The CDC provides an interactive U.S. map that will link to each state’s public health authorities.  ILI and Flu information and processes, as well as other diseases and public health topics.   This site includes a tremendous amount of information at the State and even Local level.  Find it at this site:

For Influenza-Like Illness:
NO High or Moderate ILI Activity
Low Activity: (2 states):  Colorado and Kentucky
Minimal Activity: (New York City, Washington D.C., Puerto Rico, U.S. Virgin Islands & 48 states):  Alabama, Alaska, Arizona, Arkansas, California, Connecticut, Delaware, Florida, Georgia, Hawaii, Idaho, Illinois, Indiana, Iowa, Kansas, Louisiana, Maine, Maryland, Massachusetts, Michigan, Minnesota, Mississippi, Missouri, Montana, Nebraska, Nevada, New Hampshire, New Jersey, New Mexico, New York, North Carolina, North Dakota, Ohio, Oklahoma, Oregon, Pennsylvania, Rhode Island, South Carolina, South Dakota, Tennessee, Texas, Utah, Vermont, Virginia, Washington, West Virginia, Wisconsin and Wyoming

For Flu (positive flu tests): 
Widespread Activity: (2 states):  Massachusetts and New York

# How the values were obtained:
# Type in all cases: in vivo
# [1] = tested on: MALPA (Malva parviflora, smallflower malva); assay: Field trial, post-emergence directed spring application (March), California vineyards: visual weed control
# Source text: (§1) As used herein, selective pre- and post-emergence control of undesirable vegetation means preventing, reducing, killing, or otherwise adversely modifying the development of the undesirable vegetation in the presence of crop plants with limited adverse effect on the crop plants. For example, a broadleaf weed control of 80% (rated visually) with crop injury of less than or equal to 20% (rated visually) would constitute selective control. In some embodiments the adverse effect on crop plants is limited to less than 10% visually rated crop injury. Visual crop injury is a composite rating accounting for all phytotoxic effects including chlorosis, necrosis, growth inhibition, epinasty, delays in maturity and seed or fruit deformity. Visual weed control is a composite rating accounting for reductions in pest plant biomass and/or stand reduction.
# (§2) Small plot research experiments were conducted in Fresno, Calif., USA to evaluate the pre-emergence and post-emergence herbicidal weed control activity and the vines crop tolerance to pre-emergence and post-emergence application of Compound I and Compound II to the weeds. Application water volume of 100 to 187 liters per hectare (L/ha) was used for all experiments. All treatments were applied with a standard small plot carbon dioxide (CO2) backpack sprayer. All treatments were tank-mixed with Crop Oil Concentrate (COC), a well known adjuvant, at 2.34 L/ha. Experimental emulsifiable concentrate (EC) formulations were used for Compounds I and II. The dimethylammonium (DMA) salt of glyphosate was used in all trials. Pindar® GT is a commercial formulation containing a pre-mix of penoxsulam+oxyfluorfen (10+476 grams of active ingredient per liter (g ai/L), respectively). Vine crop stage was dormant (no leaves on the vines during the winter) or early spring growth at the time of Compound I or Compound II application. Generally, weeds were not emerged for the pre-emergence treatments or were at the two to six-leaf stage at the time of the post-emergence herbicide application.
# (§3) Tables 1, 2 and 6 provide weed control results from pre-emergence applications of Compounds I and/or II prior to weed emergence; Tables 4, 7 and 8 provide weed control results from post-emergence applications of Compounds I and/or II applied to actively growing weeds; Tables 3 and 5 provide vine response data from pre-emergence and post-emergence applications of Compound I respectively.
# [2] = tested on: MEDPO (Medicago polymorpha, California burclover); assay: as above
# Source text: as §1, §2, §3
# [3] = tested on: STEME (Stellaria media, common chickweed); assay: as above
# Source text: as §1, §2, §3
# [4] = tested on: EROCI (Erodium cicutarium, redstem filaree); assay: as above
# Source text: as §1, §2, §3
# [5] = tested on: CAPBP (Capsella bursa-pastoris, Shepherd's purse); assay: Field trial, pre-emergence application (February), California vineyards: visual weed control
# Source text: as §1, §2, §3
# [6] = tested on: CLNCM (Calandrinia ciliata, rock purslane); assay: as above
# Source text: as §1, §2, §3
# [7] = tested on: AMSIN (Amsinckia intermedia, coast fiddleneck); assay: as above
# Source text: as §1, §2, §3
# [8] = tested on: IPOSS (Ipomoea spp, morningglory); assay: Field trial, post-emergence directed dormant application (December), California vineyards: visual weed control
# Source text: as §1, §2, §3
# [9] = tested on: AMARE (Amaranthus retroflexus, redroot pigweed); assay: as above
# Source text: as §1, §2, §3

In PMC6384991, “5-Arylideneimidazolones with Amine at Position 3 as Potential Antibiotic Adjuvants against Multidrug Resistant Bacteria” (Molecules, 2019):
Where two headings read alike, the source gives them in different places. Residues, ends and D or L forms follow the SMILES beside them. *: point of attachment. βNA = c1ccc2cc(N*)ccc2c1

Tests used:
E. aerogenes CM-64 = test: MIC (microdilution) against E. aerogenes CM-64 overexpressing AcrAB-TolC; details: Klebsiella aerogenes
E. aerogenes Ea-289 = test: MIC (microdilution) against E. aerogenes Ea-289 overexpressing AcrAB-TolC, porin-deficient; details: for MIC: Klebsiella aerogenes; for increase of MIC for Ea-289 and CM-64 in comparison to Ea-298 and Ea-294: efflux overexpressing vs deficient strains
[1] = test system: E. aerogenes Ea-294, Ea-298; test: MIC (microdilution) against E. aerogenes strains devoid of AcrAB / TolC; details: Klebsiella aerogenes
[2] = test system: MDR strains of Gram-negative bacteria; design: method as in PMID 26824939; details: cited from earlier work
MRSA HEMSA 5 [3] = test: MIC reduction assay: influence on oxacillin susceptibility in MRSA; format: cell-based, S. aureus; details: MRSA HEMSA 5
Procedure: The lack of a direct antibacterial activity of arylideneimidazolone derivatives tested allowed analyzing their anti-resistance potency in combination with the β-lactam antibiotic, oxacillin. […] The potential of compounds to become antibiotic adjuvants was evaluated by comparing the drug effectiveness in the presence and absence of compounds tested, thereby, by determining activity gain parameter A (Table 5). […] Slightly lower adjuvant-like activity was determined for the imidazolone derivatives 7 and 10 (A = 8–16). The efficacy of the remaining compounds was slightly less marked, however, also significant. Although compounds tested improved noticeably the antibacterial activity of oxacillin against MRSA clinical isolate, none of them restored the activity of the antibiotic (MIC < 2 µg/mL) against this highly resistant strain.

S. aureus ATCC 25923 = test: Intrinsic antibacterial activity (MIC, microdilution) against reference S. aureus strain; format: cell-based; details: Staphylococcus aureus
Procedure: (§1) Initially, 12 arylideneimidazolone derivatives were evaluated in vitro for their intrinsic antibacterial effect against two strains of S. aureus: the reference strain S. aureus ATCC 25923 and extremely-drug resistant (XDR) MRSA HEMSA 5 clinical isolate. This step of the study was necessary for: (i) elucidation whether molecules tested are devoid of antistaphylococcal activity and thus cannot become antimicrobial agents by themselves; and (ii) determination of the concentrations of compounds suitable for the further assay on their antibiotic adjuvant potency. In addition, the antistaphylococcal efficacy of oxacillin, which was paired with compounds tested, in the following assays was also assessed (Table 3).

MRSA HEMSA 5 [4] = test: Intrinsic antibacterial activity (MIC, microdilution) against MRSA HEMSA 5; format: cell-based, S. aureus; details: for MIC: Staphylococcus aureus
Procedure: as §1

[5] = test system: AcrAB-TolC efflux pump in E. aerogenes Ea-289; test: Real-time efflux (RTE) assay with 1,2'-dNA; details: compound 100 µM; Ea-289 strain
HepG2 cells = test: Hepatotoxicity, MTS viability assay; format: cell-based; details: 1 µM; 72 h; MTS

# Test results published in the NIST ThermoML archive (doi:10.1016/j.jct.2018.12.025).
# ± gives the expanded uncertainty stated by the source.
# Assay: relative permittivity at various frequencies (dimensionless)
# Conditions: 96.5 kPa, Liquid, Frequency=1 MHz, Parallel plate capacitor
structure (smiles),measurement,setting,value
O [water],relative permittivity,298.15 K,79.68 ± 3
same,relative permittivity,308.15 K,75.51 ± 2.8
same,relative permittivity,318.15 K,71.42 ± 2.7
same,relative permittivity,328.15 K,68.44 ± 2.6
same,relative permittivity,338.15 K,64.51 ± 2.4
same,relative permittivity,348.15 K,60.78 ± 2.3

Regional Activity (Puerto Rico & 7 states):  Arizona, Connecticut, Kentucky, Nevada, Ohio, Utah, and Washington,
Local Activity: (18 states):  Colorado, Florida, Georgia, Hawaii, Louisiana, Maine, Maryland, Michigan, Minnesota, Mississippi, Montana, New Hampshire, New Mexico, North Dakota, Pennsylvania, South Carolina, Vermont, and Wisconsin
Sporadic Activity: (Washington D.C., U.S. Virgin Islands & 22 states):  Alabama, Arkansas, California, Delaware, Idaho, Illinois, Indiana, Iowa, Kansas, Missouri, Nebraska, New Jersey, North Carolina, Oklahoma, Oregon, Rhode Island, South Dakota, Tennessee, Texas, Virginia, West Virginia, and Wyoming
NO Activity: (1 state):  Alaska  and Guam and did not report

Other Data:
The hospitalization rate from Flu continued to increase to 65.7 per 100,000 (last week 64.7/100,000), but is leveling off and increasing at a much slower pace.  Older adults (age > 65 years) had the highest hospitalization rate at 221.5 per 100,000 (l.w. 216.6/ ); adults (age 50-64 years) were at 81.3 per 100,000 (l.w. 80/ ); and children (ages 0-4) had 73.6 per 100,000 (last week 74/ ).

As of 5/9/19, the death rate for pneumonia & influenza in adults was at 6.0% and below the epidemic threshold of 6.8% for week #17. Note: the epidemic threshold number may change from week to week.

There was a total of 5 pediatric deaths, attributed to flu, this week. This raised the total number of deaths, for this Flu Season, to 101.

Flu in Canada, Europe & the World:

According to the Public Health Agency of Canada (PHAC), for Week #18, ending 5/4/19, flu activity declined, although A(H3N2) and Influenza B still circulated throughout many Regions of the country.  The PHAC also reported that Influenza A(H3N2) cases represented 84% of the Influenza A subtyping this week, compared to 82% for last week.  However, A(H1N1)pdm09 was still the dominant type for this Flu Season as a whole. Meanwhile, very little Influenza B has been identified this season when compared to other seasons.